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sequoia
10-31-2014, 12:11 PM
I am going to be gluing on some plastic binding. I would like to know what would be the best glue. I've experimented with "weld-on" glue, but the set time is almost instantaneous. I tried super-glue which was slightly slower, but not much better. What kind of glue to you pros use?

Thanks,
Rick

mzuch
10-31-2014, 12:24 PM
LMI makes an acetone-based binding cement. I like it alot.

sequoia
10-31-2014, 06:41 PM
But I think that is for plastic to plastic. I'm talking about plastic to wood.

BlackBearUkes
10-31-2014, 08:15 PM
I have used thin super glues for years and have never had a failure. Super glue is fast and instant. If you are having problems or think it is a slow progress, perhaps it is your technique or method of application.



I am going to be gluing on some plastic binding. I would like to know what would be the best glue. I've experimented with "weld-on" glue, but the set time is almost instantaneous. I tried super-glue which was slightly slower, but not much better. What kind of glue to you pros use?

Thanks,
Rick

sequoia
10-31-2014, 08:29 PM
Thanks for your reply. I'm using store-bought Goriilla super clue which is kind of thick. The watery stuff is probably more like it. Almost make me want to give up and go to wood bindings. At least I know titebond is gonna work. Onwards and outwards!

Moore Bettah Ukuleles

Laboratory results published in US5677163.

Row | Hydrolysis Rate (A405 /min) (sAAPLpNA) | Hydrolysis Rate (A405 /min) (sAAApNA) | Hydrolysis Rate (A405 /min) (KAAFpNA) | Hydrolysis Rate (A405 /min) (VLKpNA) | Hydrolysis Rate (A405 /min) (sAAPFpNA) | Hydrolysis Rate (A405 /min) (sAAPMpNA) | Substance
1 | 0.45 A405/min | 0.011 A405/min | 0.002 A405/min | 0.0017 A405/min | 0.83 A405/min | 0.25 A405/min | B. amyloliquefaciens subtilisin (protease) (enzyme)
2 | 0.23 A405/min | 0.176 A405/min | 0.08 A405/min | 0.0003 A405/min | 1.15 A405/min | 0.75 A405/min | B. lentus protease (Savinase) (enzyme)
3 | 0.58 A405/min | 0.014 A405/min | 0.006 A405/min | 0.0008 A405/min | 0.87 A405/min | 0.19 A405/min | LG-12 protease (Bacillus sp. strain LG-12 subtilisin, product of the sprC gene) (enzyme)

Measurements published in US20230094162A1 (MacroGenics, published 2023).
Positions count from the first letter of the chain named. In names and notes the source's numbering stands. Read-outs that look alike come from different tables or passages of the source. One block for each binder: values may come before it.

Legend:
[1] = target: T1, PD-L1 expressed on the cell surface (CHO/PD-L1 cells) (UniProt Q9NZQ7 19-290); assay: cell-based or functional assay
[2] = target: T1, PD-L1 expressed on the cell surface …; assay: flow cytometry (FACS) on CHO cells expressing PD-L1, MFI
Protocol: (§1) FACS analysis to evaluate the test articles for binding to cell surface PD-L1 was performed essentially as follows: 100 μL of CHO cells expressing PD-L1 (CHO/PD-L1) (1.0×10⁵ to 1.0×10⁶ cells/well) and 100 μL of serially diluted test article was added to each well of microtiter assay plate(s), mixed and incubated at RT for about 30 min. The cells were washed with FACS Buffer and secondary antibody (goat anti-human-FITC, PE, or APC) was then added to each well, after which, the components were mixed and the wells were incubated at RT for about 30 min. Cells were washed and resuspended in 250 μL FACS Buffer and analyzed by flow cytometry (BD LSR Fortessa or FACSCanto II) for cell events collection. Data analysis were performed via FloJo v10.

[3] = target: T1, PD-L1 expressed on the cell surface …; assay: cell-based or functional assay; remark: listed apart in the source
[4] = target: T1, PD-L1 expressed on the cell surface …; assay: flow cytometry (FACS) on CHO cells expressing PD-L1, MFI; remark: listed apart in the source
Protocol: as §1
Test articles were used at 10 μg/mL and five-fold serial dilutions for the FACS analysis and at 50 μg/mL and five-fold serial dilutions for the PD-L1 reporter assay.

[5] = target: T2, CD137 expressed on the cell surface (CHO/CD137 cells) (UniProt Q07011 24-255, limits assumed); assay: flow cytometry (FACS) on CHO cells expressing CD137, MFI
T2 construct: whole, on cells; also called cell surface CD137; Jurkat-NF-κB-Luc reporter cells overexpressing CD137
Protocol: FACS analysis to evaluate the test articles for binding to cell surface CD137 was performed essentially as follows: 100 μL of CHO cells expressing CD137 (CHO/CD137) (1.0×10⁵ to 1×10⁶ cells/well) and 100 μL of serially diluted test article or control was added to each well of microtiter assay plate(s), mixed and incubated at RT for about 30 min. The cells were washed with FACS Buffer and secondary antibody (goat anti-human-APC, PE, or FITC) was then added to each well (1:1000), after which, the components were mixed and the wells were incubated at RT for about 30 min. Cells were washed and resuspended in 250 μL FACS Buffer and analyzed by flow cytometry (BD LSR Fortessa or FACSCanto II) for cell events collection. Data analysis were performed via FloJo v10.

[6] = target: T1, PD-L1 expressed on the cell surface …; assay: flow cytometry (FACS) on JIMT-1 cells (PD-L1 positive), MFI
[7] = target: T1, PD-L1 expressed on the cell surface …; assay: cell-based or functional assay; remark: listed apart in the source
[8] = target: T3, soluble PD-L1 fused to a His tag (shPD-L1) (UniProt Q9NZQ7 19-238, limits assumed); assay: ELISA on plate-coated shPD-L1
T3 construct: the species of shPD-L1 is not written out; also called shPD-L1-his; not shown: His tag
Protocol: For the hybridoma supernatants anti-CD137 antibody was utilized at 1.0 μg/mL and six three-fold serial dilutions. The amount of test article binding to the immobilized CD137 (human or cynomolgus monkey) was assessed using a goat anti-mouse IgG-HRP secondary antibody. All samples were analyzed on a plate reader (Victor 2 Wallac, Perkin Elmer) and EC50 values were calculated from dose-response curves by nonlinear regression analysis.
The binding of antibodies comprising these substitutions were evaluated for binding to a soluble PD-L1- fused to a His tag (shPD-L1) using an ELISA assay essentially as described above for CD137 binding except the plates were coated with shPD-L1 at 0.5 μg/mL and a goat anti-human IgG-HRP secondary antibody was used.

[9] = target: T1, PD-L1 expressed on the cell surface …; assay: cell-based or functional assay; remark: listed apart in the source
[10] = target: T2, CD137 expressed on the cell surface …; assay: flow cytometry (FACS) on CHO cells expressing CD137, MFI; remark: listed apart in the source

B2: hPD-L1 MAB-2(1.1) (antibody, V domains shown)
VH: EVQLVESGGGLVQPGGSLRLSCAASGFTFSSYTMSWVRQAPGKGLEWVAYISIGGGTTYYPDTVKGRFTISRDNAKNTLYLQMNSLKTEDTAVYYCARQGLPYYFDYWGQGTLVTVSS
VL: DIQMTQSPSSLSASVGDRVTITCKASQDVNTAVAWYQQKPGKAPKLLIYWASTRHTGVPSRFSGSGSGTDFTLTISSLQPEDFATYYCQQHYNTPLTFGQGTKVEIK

10-31-2014, 09:53 PM
I in agreement with Duane on this. I've used ca to glue lots of faux tortoise bindings without ever having a problem. Titebond is a good adhesive for plastic? I think there are better choices, even Duco cement.

Pete Howlett
10-31-2014, 10:01 PM
Watch Taylor's factory Friday series to see how it is done. Weld On is fine. You just have to learn how it works and the video on binding will explain it all.

FarmerBill
11-01-2014, 02:51 AM
Pete, Do you have a link to Taylor's site?

Bill

mzuch
11-01-2014, 03:31 AM
But I think that is for plastic to plastic. I'm talking about plastic to wood.

No, the LMI binding cement works great for plastic to wood.

From LMI's web site (http://www.lmii.com/products/finishing/adhesives/binding-adhesives): "This product was developed using it in combination with 14 different woods and 28 different plastics and it worked well with all. This means you can use it on oilier woods like Cocobolo with good adhesion."

rudy
11-01-2014, 03:57 AM
Thanks for your reply. I'm using store-bought Goriilla super clue which is kind of thick. The watery stuff is probably more like it.

Almost make me want to give up and go to wood bindings.

At least I know titebond is gonna work. Onwards and outwards!

CA to answer your question, but...